Synopses & Reviews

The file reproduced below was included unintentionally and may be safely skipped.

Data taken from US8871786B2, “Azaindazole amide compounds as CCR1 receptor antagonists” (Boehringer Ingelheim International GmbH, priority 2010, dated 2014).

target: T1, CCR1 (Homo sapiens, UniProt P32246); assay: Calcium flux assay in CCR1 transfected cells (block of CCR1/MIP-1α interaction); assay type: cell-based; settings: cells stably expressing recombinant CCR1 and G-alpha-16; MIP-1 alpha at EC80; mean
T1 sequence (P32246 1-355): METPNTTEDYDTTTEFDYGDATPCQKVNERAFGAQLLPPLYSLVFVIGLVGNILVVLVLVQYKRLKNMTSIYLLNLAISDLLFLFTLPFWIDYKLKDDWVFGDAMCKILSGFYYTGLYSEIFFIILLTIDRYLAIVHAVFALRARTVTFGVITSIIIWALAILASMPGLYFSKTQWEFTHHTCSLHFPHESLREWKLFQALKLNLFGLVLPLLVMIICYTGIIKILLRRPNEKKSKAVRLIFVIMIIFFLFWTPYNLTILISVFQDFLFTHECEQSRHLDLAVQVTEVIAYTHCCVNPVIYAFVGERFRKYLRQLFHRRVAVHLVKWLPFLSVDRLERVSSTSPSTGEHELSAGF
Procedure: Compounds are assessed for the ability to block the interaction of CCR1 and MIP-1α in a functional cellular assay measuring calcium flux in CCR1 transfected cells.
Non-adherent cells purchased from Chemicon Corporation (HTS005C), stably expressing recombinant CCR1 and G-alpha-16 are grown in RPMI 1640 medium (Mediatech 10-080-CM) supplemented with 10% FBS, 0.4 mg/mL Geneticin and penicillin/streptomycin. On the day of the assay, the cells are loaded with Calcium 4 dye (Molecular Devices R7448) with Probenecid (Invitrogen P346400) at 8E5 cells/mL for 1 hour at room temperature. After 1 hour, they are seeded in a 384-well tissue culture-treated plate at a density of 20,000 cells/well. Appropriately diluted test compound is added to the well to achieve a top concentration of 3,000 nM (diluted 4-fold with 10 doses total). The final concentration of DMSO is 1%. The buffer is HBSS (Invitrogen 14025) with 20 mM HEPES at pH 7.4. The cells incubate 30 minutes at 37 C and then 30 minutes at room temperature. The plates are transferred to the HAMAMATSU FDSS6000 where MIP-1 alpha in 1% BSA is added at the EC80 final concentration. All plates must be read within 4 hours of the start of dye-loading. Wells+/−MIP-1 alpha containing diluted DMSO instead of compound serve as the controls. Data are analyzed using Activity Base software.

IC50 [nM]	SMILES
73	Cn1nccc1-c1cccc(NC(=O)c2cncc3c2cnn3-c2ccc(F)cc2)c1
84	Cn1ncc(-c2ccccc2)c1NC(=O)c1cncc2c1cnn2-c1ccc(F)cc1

The cerebello-pontine angle has always posed a challenge to the neurosurgeon, the otoneurosurgeon, and the neuroradiologist. Angle masses which are very small and difficult to detect frequently produce symptoms, but may remain silent while growing to exceptional size. The neuroradiologist must have firm knowl- edge of the clinical manifestations of the diverse angle lesions in order to tailor his studies to the patients' needs. The majority of angle lesions are benign; thus successful surgery has the potential for complete cure. Angle lesions typically arise in conjunction with vital neurovascular structures, and often displace these away from their expected positions. Large lesions may attenuate the vestibulocochlear and facial nerves and thin them over their dome. Since the nerves often remain functional, the surgeon then faces the need to separate the tumor from the contiguous nerve, with preservation of neurological function. Depending on the exact location and extension of the lesion, resection may best be attempted via otologic or neurosurgical approaches. The neuroradiologist must determine - precisely -the presence, site, size, and extension( s) of the lesion and the displacement of vital neurovascular structures as a guide to selecting the line of surgical attack. Since the arteries, veins, and nerves that traverse the angle are fine structures, the neuroradiologist must perform studies of the highest quality to do his job effectively.